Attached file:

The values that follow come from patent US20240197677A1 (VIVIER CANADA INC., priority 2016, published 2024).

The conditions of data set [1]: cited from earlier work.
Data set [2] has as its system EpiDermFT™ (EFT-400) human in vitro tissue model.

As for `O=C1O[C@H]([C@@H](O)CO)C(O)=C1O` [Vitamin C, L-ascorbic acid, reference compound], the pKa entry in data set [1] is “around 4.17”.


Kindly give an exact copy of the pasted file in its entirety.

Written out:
The values that follow come from patent US20240197677A1 (VIVIER CANADA INC., priority 2016, published 2024).

The conditions of data set [1]: cited from earlier work.
Data set [2] has as its system EpiDermFT™ (EFT-400) human in vitro tissue model.

As for `O=C1O[C@H]([C@@H](O)CO)C(O)=C1O` [Vitamin C, L-ascorbic acid, reference compound], the pKa entry in data set [1] is “around 4.17”.